The President said that the State Department must be thinning out automatically with all the new embassies they are creating. He knows of no increase in personnel of the foreign service. Just that day he had received three requests for new embassies, which requests he had turned down. He had specified that money can be saved if these offices remain legations. To top it all, these locations are behind the Iron Curtain.

Regarding implementation, Secretary Anderson suggested that this directive be followed up with letters to Treasury, Agriculture, State, and other departments with personnel overseas. The President expressed his belief in the primary responsibility of the Ambassador in each country, but would agree to having letters also sent to each department.

Secretary Anderson said that the impact of this directive might be lessened if it is pointed out that our actual balance of trade in the world is still satisfactory. This is a measure which applies to areas of activity in which the U.S. can act unilaterally. The United States is the country which stations forces overseas, which runs PXs and commissaries overseas, and which indulges in the extension of soft loans. These things should be pointed out. The President agreed and said we should emphasize that these actions are being done completely within the purview of the President himself and apply to activities where the U.S. acts uniquely.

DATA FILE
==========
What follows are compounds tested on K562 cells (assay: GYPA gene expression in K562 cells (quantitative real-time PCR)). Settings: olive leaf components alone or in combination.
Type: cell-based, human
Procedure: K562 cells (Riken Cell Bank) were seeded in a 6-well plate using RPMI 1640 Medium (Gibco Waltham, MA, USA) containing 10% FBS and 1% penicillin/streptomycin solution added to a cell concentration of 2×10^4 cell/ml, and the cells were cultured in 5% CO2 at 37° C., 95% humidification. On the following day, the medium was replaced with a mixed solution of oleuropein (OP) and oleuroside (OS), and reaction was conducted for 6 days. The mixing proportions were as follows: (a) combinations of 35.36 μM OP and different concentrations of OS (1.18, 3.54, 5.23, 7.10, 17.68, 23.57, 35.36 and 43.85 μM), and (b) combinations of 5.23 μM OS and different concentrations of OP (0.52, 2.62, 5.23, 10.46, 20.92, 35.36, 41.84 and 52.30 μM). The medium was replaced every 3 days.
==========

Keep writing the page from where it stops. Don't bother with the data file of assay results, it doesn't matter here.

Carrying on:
Secretary Gates again expressed his worry over the President’s personal position. Should this directive turn out to create a major issue, Senator Kennedy will consider the issue a great advantage to himself. Mr. Gates compared this situation to the bank holiday of 1933 and said the Democrats could ride this white horse for the next twenty years. They will point out how Democrats had had to straighten out the errors of this Administration. The President said perhaps they are [Page 138] correct. Perhaps we should have faced up to this matter a year earlier. We are, however, going along with the least of the evils. We can’t afford to let our monetary system break down before Mr. Kennedy is even sworn in. He told Mr. Anderson to discuss the balance of payments problem on his visit to Europe, particularly with de Gaulle and Adenauer. Mr. Anderson said he would, and said he would ask Adenauer for $650,000,000 a year as payment for keeping our troops on their soil. Drastic action is necessary there. If we undergo another six months comparable to the last six, our gold cover will run out. We are down to almost $18 billion now and speculation in banking circles is that we will devalue the dollar once our gold reserve reaches $17 billion. This, of course, we will not do.